Body Composition Matters
Friday, July 13, 2018
Let's talk about body composition again.
Since the start of summer, I weighed in at 142.5 lbs. Right now I weigh 138.9 lbs.
That's a loss of 3.6lbs. Given all the hard work and exercise I do, it seems like such a small amount. That's about 1lb per month.
I should probably be distressing that my diet isn't working, and I should just go eat a donut. What's the point?
Because I track my bodyfat and measurements, there's more to the story. My target bodyfat is 28%. I don't really care about the weight; I focus my goals around the bodyfat. I calculate my ideal weight to be based on what my current lean mass is, then I add 28% bodyfat.
Lean Mass: 89.6
Ideal weight (BF28%): 124.5
Weight to Lose: 18lbs
Lean Mass: 90.6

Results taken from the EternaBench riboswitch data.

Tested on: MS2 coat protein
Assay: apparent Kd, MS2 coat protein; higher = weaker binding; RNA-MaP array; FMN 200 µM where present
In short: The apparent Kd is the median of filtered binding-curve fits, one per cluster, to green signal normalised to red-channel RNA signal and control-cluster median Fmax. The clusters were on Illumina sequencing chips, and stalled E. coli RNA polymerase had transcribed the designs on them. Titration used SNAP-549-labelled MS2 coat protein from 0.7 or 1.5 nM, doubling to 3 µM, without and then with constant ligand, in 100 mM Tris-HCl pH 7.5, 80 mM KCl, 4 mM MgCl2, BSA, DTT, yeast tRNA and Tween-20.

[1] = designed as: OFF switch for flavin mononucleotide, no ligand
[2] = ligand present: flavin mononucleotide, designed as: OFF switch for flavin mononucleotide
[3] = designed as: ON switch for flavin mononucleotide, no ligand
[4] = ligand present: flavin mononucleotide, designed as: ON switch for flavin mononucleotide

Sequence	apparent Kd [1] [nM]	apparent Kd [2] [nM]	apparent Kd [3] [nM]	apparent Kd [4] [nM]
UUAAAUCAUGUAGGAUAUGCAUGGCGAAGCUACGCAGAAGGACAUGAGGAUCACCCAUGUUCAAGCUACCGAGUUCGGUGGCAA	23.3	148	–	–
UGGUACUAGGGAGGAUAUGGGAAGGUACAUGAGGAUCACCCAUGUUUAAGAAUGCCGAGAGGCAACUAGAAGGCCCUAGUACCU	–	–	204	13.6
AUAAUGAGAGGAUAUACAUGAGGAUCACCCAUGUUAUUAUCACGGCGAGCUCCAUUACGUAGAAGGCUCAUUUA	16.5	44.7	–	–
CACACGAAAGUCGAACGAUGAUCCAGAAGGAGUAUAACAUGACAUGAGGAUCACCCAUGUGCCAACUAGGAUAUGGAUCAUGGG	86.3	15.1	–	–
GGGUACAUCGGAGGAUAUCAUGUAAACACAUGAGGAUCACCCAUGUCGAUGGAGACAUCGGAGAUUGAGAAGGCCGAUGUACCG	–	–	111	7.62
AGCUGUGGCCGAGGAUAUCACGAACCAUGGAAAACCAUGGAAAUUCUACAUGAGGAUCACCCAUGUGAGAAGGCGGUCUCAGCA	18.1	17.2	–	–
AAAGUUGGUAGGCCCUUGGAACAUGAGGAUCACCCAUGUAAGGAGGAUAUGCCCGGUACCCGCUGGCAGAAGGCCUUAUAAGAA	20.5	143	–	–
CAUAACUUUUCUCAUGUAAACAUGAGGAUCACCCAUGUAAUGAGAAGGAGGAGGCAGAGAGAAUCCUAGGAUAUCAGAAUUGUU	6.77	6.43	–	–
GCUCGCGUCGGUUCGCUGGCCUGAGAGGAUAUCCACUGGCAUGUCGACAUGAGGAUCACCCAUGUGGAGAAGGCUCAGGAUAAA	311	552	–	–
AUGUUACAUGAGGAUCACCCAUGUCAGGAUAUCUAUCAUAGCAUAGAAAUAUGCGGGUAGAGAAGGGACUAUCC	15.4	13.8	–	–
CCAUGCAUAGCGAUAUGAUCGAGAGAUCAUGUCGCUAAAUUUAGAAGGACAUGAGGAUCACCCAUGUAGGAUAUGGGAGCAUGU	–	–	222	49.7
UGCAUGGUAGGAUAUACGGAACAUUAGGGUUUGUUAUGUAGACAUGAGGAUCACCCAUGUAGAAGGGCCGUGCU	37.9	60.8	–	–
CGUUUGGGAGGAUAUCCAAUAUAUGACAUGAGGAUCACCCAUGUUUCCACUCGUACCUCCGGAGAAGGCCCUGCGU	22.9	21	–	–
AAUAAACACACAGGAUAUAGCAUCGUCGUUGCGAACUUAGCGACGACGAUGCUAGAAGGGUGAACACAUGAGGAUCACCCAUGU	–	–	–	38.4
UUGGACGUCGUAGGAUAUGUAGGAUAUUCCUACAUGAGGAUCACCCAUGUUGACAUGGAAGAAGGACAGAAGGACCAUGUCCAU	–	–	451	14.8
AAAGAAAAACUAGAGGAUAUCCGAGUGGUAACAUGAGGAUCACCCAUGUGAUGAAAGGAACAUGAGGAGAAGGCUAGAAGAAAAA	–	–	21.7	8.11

Ideal Weight (BF28%): 125.8
Weight to Lose: 13.1lbs
The difference in bodyfat from then and now is about 2.3% My lean mass has increased 1 lbs, which is keeping my weight from dropping much. If I had not gained 1 lb of lean mass, then my "weight to lose" would be 14.1 instead of 13.1. Definitely don't neglect those resistance exercises!
Notice that my ideal weight has actually gone up by 1.3lbs! If I go to online trackers and see what they say my ideal weight should be, I should be about 108lbs. Let's say I managed to do that, and keep my current lean mass. That means with a lean mass of 91.5 and a total weight of 108, I would have 15-16% bodyfat. That sounds amazing, but ehh...given that I like a glass of wine too much, I doubt 15-16% is reasonable. Especially at middle age. In the past, I feel most comfortable in my skin around 26-28%, so that's where I'm targeting.
It's important to get an idea of what your body composition is, rather than weight. These days, there are a variety of methods to calculate this. It doesn't necessarily need to be done with precision, but an estimate is the best thing going. Especially if you are doing a lot of exercise, just going off weight can be misleading.